This article was translated and abridged from Le Monde Libertaire for Black Flag #211 in 1997. Vitrolles is a town in France whose council was won in elections a few months prior by the fascist Front National. It was the fourth city run by the FN at the time - the others were Toulon, Orange and Marignane.
VITROLLES: THE LOGIC OF THE URNS
(urnes in French means both ballot boxes and funeral vases)
The socialists were too gross. They preferred to safeguard the feeble chance of taking the Mayoralty of Vitrolles by playing the republican card and trying to impose an alliance on the right. Keeping the Socialist list meant the election of the Front National mayor. The local militants who made it up, and said as much, have since been expelled from the Party. Once again politics has taken priority over the antifascist struggle and the logic of favouring the FN to divide the right can be seen.
The rules of the Game
The failure in Vitrolles of this struggle, shows a fact many find hard to accept. It's a matter of democratic principle to delegate power. At the time of the FN successes at Toulon, Marignane and Orange, the revulsion of all those shocked or well meaning was focussed on the minority aspect of the victor. That a party could, with one third of the votes and even less of those registered to vote, win a municipal election and manage the life of all was unacceptable. But they forget that all elections function this way. And that most of those who run Town halls are a "minority". Their logic implies that all parties are equal except the FN. The latter have the right to play with the others only if they stay in the role of asserting or being a scarecrow, for the 'democratic spectacle'. But if they participate fully and win, like the others, then "democracy is in danger". It's completely true.
It is doubly true when the later election of Vitrolles isn't the result of a minority vote but that of a majority vote without a saucer of irregularity or fault of the electoral code. An anti-democratic party has the right to accede democratically to power to apply their programme. It has the right because all the parties have it and, as is thought, the FN is a party like all the others (This is not a compliment!). In the same way it can take the right to interfere in the purchases of the municipal libraries because everyone else, socialists included, have done this for a long time - in all democracy!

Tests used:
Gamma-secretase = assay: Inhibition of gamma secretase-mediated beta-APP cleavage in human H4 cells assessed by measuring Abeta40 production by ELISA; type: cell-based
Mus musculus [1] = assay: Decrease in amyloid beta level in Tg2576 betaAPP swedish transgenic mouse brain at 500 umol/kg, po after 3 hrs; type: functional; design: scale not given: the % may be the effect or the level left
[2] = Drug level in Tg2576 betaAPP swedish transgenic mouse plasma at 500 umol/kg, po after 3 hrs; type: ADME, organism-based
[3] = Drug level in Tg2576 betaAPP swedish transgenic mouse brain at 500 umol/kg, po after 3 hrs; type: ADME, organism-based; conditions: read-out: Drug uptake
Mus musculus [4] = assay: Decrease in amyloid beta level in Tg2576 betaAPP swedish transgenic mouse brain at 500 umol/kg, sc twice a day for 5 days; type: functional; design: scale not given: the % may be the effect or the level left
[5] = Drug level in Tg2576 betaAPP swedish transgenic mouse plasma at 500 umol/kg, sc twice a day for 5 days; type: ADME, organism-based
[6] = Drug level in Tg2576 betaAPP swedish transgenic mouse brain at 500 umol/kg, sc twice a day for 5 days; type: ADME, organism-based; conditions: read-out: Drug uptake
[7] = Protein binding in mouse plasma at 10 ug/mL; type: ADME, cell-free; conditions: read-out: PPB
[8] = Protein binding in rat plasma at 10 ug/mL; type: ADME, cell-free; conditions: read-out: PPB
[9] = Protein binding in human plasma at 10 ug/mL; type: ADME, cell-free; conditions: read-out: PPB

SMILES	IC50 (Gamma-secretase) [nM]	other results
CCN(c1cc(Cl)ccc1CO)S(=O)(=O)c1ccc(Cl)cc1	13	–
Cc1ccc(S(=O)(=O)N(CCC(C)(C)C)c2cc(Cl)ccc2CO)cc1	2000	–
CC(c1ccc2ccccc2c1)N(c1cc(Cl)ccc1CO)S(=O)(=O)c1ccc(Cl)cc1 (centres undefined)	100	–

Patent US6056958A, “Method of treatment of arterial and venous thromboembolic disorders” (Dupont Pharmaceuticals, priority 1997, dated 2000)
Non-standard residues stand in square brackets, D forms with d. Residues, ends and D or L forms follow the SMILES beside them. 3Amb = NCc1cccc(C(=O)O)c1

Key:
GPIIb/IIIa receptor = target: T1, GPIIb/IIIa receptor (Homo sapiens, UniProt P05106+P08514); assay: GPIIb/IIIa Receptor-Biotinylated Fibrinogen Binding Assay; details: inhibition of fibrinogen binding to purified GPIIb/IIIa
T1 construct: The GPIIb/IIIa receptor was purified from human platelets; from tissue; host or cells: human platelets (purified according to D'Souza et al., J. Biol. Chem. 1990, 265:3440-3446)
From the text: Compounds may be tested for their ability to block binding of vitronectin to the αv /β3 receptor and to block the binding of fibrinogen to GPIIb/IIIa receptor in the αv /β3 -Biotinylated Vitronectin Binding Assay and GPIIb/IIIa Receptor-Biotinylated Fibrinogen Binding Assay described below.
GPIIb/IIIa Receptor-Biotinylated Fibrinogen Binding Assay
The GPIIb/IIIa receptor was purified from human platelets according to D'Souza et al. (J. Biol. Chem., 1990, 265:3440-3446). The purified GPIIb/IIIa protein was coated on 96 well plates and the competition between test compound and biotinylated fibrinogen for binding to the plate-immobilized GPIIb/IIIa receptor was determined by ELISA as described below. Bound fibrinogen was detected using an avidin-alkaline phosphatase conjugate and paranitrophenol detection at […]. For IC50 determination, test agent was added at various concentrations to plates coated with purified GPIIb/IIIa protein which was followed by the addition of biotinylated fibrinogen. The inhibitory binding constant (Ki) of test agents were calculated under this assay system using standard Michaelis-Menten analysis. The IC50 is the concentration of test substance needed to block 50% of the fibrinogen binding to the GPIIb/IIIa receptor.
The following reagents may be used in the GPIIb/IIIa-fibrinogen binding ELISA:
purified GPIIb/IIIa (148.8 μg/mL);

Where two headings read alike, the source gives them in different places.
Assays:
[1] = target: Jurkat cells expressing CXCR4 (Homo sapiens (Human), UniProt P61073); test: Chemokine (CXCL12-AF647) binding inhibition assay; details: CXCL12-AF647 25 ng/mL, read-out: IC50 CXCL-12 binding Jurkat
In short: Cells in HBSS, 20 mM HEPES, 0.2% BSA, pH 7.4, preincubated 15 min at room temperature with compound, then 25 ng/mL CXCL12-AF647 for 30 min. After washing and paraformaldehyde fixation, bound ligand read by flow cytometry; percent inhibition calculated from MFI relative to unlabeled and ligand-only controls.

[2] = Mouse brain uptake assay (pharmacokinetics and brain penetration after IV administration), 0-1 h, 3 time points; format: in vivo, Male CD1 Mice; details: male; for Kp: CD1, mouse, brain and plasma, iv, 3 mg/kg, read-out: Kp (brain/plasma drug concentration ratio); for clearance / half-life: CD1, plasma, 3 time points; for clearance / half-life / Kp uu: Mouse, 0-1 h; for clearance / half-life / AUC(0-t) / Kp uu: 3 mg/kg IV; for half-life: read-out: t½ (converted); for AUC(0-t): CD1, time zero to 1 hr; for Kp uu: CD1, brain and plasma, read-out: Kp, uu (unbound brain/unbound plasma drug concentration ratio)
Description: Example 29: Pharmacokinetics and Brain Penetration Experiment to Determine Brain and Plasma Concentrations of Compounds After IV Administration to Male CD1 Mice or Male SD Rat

The democratic contradiction
Is the power of the people in danger? This depends on your definition of the people. If the citizen is spoken of, it must be admitted that they only exist as a brave few and are diminishing even now, except for the privileged citizens. If it's a matter of the nation, we are already in a totalitarian world yet risk knowing other totalitarianisms more restricting. The root of the problem is the principle of delegation of power to the dictatorship of a majority - or a minority - over all.
The principle of giving, and also of losing, one's voice in elections is the basis of the democratic illusion. Article 27 of the constitution, title IV on the Parliament, which says "all imperative mandate is null" shows well the role of politics. If the MP cannot impose a vote by his group, it is one part to safeguard his role as a free arbiter and the other part to divide parliament, but it is also to recall that the nomination doesn't give any control over him by his electors. He represents then those who voted (for or against) and those who didn't or couldn't vote. An elected MP represents the whole world, not the mandates of the population, nor even of his party. This infers that in Toulon, for example, the council represents all Toulonnais, the foreigners there included.
It is the system which is at fault, not the beneficiaries in the FN. To want to deny them yet appeal to the "democratic ideal" is to admit defeat. It is to continue to deny the freedom for all to take their destiny in their own hands.
We prefer the direct action and self organisation.
Claude Delattre - group Humeurs Noires, Lille